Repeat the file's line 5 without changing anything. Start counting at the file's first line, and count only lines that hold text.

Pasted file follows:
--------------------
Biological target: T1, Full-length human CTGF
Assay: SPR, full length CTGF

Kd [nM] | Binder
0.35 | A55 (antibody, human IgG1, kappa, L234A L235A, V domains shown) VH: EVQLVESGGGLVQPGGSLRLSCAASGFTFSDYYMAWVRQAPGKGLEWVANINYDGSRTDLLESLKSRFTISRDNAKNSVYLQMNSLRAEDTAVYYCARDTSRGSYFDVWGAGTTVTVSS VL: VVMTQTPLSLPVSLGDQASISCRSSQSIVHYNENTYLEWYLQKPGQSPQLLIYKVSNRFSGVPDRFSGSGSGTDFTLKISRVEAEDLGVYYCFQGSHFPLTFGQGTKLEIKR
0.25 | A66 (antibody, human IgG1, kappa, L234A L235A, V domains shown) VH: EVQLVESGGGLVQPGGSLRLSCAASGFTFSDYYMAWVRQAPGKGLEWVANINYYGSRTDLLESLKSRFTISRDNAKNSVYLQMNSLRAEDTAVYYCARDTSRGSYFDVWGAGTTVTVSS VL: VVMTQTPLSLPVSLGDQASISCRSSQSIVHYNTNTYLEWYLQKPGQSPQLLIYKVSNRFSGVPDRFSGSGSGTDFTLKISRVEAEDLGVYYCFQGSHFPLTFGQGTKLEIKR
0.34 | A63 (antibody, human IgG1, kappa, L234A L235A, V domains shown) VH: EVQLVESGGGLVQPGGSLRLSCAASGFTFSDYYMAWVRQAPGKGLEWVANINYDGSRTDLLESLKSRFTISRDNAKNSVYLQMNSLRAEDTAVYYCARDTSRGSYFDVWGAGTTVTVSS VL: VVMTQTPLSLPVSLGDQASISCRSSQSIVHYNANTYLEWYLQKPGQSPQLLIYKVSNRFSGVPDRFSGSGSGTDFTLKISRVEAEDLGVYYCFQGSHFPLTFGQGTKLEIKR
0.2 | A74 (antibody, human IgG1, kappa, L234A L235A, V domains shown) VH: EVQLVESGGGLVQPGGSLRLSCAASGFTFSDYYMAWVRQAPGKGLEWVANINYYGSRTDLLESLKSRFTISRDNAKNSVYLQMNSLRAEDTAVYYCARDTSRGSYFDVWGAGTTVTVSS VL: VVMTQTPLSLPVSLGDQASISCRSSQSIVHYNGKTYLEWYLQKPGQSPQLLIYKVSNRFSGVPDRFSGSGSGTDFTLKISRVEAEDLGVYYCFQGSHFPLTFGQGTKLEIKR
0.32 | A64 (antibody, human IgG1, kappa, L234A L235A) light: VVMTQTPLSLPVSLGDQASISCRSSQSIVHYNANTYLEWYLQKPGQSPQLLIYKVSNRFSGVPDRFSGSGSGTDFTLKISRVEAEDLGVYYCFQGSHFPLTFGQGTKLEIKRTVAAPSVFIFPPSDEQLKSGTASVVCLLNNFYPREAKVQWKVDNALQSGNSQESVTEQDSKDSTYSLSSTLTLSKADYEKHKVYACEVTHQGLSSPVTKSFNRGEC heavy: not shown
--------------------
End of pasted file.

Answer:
0.25 | A66 (antibody, human IgG1, kappa, L234A L235A, V domains shown) VH: EVQLVESGGGLVQPGGSLRLSCAASGFTFSDYYMAWVRQAPGKGLEWVANINYYGSRTDLLESLKSRFTISRDNAKNSVYLQMNSLRAEDTAVYYCARDTSRGSYFDVWGAGTTVTVSS VL: VVMTQTPLSLPVSLGDQASISCRSSQSIVHYNTNTYLEWYLQKPGQSPQLLIYKVSNRFSGVPDRFSGSGSGTDFTLKISRVEAEDLGVYYCFQGSHFPLTFGQGTKLEIKR